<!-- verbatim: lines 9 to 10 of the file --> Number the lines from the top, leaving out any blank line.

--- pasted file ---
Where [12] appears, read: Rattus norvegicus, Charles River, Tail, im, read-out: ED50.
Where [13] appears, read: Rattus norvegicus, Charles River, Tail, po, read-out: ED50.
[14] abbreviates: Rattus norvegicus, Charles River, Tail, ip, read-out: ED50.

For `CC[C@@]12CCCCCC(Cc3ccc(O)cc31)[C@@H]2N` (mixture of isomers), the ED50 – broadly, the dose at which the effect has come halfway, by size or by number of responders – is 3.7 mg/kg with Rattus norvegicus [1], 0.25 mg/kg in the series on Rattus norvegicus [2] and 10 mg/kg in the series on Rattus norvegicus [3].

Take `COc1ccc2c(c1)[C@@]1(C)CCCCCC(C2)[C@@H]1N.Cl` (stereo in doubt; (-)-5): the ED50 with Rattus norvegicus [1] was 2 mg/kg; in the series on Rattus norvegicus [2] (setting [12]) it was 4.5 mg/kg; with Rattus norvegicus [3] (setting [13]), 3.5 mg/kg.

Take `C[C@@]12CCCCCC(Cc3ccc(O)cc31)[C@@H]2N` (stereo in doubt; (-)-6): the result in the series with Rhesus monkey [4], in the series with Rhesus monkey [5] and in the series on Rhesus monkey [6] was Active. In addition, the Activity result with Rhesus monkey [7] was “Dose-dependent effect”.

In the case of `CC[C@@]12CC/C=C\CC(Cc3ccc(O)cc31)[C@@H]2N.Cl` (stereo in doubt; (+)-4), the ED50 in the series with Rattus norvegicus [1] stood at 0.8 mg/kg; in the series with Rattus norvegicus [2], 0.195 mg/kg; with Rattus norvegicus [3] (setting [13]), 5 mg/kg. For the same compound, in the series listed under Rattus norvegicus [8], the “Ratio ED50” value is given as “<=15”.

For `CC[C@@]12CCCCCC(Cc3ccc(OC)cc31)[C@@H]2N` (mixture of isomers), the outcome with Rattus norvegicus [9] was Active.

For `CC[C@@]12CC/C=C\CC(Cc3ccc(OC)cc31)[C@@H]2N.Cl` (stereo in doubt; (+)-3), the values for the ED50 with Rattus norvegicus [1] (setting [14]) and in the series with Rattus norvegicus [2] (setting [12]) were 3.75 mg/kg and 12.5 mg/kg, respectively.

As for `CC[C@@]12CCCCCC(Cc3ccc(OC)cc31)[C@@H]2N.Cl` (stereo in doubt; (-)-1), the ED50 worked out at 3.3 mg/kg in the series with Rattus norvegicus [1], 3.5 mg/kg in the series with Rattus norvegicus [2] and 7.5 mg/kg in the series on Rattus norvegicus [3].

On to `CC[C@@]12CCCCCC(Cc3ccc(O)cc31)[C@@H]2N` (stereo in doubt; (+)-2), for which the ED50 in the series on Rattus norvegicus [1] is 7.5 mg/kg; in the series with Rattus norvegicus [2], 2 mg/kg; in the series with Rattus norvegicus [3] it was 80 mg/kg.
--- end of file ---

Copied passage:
For `CC[C@@]12CC/C=C\CC(Cc3ccc(OC)cc31)[C@@H]2N.Cl` (stereo in doubt; (+)-3), the values for the ED50 with Rattus norvegicus [1] (setting [14]) and in the series with Rattus norvegicus [2] (setting [12]) were 3.75 mg/kg and 12.5 mg/kg, respectively.

As for `CC[C@@]12CCCCCC(Cc3ccc(OC)cc31)[C@@H]2N.Cl` (stereo in doubt; (-)-1), the ED50 worked out at 3.3 mg/kg in the series with Rattus norvegicus [1], 3.5 mg/kg in the series with Rattus norvegicus [2] and 7.5 mg/kg in the series on Rattus norvegicus [3].